Laura Rowley’s On Target: How the World’s Hottest Retailer Hit a Bull’s-Eye, describes Target’s customer service in the 1980s as nothing short of listless, indifferent interaction. Now, Target is one of the world’s largest retailers. And here’s partly how that happened:
In 1989 Target’s executives borrowed an idea from The Walt Disney Company’s playbook to change the very way they did business. It wasn’t a big logo design overhaul. It wasn’t a branding and color change. Instead, Target sought to emphasize the importance of dedicated, expedient customer service.
Target started designing intensive employee training modules, now known as Target University, to help employees project a sense of care and individualized attention for each customer. They encouraged managers to make quick, “common sense” decisions that benefited the customer, like allowing flexible refunds and substitute purchases.
But Target didn’t stop there. Target’s executives doubled down on the notion that would later become its tagline: “Expect More. Pay Less.” For Target to be different from the competition, it had to think different. This wasn’t as seemingly cliché a notion in 1989 as it would become in the post-iPhone era.
At Disney World, for example, costumed characters are not referred to as such. Snow White — and whatever poor souls are in the Monsters Inc. costumes that day — are not employees or actors, but “Cast Members.” Likewise, Target from thereon out referred to its employees as “Team Members,” who then considered each customer a “Guest.”
The word “customer” is pedestrian. Timeless, but pedestrian. I hear it at least 50 times a day, every day. But a “Cause” is different.
By the next year, the first Target Greatland, which is 50% bigger than a regular Target, opened in suburban Minneapolis. Not bad for a company that used to lag behind Kmart.
Target’s success is the result of what happens when you pay attention to minute details. And when you work for a company that helps thousands of nonprofits have online presences, it gets dangerously easy to miss the small things. That’s why we refer to our clients as “Causes,” not “customers.”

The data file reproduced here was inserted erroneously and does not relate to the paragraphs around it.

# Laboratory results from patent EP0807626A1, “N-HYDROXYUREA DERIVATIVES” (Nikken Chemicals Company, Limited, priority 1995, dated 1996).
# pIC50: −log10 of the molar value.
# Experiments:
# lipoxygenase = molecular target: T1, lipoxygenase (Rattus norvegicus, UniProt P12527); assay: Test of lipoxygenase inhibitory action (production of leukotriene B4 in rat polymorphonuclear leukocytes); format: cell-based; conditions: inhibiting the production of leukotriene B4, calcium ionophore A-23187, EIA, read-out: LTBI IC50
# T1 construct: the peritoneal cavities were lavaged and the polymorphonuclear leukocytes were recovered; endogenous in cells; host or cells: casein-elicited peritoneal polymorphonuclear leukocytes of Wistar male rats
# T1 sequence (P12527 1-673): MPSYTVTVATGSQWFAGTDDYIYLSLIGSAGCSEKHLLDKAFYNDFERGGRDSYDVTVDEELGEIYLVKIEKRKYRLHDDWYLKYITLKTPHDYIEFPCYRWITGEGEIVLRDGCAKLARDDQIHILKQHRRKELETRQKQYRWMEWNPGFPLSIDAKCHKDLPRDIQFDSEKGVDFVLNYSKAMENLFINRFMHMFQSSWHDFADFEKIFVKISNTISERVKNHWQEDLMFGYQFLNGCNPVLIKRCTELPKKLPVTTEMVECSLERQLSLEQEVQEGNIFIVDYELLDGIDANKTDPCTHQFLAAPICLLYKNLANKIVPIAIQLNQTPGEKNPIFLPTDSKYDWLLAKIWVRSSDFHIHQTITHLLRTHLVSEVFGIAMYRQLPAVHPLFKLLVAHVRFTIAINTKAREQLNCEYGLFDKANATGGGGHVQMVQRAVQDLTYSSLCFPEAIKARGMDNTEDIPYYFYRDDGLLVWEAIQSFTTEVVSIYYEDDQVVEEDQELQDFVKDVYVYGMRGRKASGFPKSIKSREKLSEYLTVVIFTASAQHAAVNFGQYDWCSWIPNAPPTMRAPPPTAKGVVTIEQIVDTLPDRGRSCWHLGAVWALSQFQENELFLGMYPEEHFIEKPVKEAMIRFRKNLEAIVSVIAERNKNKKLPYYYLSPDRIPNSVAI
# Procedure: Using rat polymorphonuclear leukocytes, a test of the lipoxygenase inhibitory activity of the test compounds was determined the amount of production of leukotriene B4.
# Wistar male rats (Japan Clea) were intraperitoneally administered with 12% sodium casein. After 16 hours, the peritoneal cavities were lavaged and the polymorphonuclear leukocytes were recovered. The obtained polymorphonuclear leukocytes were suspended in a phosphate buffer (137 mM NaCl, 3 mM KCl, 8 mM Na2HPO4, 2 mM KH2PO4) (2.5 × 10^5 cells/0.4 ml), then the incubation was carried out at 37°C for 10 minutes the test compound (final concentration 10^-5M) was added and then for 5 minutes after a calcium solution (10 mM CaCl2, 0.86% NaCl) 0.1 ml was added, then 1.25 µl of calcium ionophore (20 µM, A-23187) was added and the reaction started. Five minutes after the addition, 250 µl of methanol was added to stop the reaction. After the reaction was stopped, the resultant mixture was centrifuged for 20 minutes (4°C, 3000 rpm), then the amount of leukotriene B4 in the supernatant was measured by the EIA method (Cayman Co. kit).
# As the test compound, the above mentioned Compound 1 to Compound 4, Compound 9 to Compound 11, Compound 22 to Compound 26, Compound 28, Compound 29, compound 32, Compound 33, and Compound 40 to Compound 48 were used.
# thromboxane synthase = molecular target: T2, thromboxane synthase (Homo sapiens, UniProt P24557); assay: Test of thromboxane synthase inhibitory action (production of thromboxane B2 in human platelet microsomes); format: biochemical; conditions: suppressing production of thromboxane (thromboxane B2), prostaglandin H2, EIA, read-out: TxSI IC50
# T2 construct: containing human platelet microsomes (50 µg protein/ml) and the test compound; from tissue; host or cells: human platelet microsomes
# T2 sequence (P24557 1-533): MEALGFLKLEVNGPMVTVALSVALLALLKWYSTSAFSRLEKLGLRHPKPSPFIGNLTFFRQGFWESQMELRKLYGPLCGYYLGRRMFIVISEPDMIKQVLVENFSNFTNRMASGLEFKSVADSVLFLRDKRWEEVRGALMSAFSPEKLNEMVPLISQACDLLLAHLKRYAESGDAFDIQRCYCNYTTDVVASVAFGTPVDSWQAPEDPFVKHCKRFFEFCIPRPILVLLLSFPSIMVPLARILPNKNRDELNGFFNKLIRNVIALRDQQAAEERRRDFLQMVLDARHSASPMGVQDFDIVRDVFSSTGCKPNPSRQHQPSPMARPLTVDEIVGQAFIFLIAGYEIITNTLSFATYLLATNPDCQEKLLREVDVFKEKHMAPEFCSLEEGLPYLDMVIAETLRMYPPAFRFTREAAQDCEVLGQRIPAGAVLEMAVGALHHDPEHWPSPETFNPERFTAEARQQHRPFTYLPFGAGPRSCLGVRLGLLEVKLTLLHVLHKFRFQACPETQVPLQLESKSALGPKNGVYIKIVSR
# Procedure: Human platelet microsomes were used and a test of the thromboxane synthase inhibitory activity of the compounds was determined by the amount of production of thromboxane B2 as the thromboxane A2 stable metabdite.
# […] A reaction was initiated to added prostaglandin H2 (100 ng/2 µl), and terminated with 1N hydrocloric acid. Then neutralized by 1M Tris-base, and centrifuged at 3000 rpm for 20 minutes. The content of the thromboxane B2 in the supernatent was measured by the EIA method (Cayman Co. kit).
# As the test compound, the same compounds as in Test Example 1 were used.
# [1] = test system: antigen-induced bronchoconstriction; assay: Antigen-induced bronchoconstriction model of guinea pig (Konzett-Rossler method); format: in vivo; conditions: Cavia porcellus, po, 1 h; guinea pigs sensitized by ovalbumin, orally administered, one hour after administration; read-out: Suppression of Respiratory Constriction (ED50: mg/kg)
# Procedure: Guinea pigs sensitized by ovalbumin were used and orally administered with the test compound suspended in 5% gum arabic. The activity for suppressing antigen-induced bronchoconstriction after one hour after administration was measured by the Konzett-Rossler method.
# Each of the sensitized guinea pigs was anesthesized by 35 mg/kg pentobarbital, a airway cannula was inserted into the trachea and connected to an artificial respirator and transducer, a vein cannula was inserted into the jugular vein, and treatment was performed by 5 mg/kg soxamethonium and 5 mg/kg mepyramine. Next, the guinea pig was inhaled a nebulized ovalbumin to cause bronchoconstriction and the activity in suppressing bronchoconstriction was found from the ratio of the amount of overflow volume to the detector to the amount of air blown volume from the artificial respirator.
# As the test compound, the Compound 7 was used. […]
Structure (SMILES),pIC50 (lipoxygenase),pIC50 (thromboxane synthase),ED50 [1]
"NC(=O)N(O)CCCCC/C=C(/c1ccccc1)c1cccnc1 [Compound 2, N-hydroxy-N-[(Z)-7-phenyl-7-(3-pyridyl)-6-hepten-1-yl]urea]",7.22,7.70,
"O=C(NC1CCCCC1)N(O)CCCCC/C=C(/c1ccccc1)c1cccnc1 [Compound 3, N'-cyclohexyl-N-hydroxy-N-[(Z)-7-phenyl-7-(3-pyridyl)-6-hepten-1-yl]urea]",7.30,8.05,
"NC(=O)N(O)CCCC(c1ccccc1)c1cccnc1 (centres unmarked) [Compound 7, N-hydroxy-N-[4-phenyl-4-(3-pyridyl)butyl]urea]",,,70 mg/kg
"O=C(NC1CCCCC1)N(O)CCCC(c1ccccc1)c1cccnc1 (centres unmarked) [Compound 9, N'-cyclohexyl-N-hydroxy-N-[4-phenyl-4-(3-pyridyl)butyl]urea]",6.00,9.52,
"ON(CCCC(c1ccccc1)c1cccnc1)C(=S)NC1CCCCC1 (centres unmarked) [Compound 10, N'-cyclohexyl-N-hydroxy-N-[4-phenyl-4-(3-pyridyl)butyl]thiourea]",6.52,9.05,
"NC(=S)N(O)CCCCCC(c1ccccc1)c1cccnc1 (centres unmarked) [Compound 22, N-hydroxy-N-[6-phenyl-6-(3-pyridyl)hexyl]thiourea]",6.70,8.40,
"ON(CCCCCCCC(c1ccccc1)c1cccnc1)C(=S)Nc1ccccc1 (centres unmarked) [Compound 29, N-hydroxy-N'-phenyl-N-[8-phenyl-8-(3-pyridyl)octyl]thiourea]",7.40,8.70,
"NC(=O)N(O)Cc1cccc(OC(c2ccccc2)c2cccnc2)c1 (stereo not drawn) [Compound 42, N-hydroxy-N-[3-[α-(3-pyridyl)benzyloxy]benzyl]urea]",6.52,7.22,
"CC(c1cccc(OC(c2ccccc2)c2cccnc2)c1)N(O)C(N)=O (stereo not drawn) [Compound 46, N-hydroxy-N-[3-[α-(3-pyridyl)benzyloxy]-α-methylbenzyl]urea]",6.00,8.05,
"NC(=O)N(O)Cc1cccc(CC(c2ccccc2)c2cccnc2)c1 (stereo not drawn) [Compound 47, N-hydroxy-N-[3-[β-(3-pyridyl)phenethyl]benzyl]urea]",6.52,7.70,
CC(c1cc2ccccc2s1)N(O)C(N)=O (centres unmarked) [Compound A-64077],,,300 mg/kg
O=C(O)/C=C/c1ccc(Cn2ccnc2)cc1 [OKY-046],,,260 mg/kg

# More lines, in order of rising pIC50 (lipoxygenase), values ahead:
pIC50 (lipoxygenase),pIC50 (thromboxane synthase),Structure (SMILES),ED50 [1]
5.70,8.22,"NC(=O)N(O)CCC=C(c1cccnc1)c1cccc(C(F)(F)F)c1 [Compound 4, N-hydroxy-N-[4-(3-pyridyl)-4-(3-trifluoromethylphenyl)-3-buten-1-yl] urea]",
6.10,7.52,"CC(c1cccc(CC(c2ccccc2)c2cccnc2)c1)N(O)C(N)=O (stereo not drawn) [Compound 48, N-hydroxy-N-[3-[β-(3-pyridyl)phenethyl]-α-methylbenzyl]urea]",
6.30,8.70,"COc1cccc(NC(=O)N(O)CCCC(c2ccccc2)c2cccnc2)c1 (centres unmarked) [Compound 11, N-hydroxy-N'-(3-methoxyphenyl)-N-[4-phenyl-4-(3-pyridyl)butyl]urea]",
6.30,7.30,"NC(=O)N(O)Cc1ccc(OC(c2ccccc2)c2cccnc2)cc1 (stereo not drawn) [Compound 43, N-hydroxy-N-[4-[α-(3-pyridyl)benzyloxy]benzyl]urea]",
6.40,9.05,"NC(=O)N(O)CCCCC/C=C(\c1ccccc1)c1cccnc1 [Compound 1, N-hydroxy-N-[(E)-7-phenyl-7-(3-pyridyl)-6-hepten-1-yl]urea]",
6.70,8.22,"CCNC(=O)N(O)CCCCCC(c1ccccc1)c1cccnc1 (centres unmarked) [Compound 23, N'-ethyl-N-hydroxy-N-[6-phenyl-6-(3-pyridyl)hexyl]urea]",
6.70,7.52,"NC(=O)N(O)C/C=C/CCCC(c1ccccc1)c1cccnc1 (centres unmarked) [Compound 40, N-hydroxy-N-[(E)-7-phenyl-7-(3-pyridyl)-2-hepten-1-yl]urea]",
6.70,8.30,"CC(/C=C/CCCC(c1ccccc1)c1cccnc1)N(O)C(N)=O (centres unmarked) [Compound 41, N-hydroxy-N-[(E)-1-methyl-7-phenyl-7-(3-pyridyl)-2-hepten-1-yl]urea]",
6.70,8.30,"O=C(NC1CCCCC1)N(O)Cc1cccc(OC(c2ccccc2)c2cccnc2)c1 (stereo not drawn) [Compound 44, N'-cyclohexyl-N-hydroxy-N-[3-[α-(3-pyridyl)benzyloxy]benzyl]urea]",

The word “customer” is pedestrian. Timeless, but pedestrian. I hear it at least 50 times a day, every day. But a “Cause” is different. You might think that’s an entirely arbitrary naming scheme, but that’s kind of the point. Because if you don’t think of each Cause on a case-by-case basis — what they do, what they need, who they interact with — then the Causes are no longer unique. Pretty soon after that, they won’t be your “customers,” either.
Putting our Causes’ priorities before our own means that we have the ability to help ourselves by helping them even more. Because they have to pay attention to other fine details, too. And we felt like celebrating their hard work.
Last December we ran a contest to see which cause had the best-optimized, best-designed donation forms on their website. We received a number of great submissions and had a hard time making the choice ourselves. So we put it to a vote.
We linked to a survey on our email newsletter, posted a poll on our Facebook page, asked our Salesforce® HUB group members to participate… the whole nine yards. We asked participants to rank the top eight forms from 1 to 8 — 1 being the respondent’s most favorite, and 8 being the least favorite.
Without further ado, let’s go to the winner’s circle.